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What are the Different Types of Campus Security?

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  • Written By: Lauren Romano
  • Edited By: Heather Bailey
  • Last Modified Date: 09 November 2016
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With a large number of students and faculty stepping foot onto college campuses every year, security is a huge priority. While all schools have security measures in place, some prefer to implement up-to-date technology. Basic types of campus security include campus police and video surveillance, while newer types seek to grab attention where students are usually looking — at the Internet. Schools are always looking for ways to better inform students and faculty about important information, from crime incidents to severe weather conditions.

Video cameras are one form of campus security that allows for viewing several areas of the campus at one time from a secure, remote location. Campus security monitors the footage and looks for any suspicious persons or activity in addition to any crimes in progress. This allows for someone to have eyes and ears on almost all areas of the campus at all times, whether it's on foot patrol or watching from behind a security camera.

A security system that has been used on college campuses for quite some time allows door access to secure areas only by swiping a photo ID card, which is issued by the school. The system is used in many areas, including dorms and certain buildings after hours. In some cases, students may only be able to enter school grounds after swiping or showing the ID card.

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Campus police have proven to be an essential form of campus security. While some schools hire only non-certified security personnel, others hire certified police officers as well. They patrol on and around the campus grounds and also monitor video surveillance footage

Schools realized that in order to improve campus security, they would have to move along with technology. As the number of students with personal cell phones increased, followed by an increase in text messaging, schools upgraded to a text message emergency notification system. Emergency notices get sent to every student who registers for the service. Although it works, some schools encountered flaws with the system — one problem being that not every student registers for the notifications and the other problem that some schools experienced a lag between the time the texts are sent and received. Some students may not receive them for a few minutes or more while others won't receive anything for an hour or more.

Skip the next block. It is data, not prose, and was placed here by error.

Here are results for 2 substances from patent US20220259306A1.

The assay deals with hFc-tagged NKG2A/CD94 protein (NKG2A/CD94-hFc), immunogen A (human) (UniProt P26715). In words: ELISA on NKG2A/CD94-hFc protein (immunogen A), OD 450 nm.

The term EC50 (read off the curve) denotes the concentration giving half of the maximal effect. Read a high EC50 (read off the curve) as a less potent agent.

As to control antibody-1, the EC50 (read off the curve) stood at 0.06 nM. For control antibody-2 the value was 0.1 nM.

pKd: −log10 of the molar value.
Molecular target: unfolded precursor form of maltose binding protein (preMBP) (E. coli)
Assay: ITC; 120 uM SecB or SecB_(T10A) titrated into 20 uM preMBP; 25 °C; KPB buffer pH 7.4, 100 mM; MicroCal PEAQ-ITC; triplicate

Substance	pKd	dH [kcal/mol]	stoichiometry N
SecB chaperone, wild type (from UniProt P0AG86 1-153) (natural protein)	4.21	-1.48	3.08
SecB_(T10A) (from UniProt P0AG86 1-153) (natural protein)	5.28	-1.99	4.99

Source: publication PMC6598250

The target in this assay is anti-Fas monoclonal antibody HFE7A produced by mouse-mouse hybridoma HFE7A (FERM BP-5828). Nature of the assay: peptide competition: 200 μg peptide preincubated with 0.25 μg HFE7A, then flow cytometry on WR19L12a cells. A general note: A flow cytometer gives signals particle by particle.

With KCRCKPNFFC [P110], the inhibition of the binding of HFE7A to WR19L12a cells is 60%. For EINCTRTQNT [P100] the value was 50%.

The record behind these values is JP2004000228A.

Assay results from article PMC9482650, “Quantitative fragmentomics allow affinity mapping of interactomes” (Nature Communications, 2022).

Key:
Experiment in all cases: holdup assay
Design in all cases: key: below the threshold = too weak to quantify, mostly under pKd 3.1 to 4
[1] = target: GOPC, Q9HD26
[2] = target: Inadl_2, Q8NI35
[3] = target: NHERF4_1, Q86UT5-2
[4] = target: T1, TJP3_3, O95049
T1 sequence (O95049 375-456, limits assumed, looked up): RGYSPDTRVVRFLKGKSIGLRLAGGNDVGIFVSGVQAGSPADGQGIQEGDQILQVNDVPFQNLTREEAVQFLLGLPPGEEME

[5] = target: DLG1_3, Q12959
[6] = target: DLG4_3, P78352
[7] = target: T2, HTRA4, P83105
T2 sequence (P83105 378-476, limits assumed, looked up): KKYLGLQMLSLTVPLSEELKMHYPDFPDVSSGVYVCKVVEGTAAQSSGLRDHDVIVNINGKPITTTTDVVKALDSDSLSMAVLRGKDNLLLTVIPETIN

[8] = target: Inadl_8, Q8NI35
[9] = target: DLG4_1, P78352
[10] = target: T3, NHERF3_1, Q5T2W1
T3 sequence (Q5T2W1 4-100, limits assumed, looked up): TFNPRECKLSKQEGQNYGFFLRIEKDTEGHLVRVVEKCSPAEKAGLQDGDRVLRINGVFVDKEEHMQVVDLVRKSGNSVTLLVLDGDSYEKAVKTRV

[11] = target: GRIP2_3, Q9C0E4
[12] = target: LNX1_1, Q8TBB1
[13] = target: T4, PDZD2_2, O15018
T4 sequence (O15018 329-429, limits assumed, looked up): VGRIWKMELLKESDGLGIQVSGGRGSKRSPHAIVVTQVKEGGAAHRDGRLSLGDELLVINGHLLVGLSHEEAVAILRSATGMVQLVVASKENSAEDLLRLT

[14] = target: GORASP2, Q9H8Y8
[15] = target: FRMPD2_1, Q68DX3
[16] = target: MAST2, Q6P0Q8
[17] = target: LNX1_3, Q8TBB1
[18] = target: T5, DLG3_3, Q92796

Some schools have also started using computer notifications to improve campus security. They keep students up to date via social networking sites, email, the school's website and even desktop alerts. Those participating in desktop alerts receive emergency information even if they're off-campus, as long as they are hooked up to the Internet and have the proper programs installed on their computer.

Campus security is a vital part of keeping students and faculty safe. The various components work together to stop crime, prevent it from happening and notify students before a situation could escalate. Although they may often go unnoticed, they are around almost every area of the campus and watching behind the scenes.

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Hazali
Post 3

@Euroxati - Agreed. For example, last year at my college, there was an incident where a student was almost assaulted when she was walking by herself at night. It's the things like these that you need to watch out for.

In fact, due to the laid back security at some colleges, maybe some people would even use that as an opportunity to commit petty crimes and the like. You can never be too sure.

Euroxati
Post 2

On my college campus, security normally didn't make a big deal out of the (minor) incidents that occurred. However, considering how the campus wasn't near any unsafe parts of the neighborhood, it doesn't really surprise me. However, whether you're near a dangerous neighborhood or not, it's always a good idea to make sure that security is doing their job. After all, there can even be incidents in places that you least suspect.

Chmander
Post 1

When it comes to campus security, I feel that in some cases, it's more essential to have on particular campuses. For example, when it comes to colleges that are near the dangerous parts of the neighborhood, security should be increased to avoid the prevention of any serious incidents. However, in other cases, security is a lot more laid back, and all you do is check to make sure the buildings are closed at night. This was especially true on my campus.

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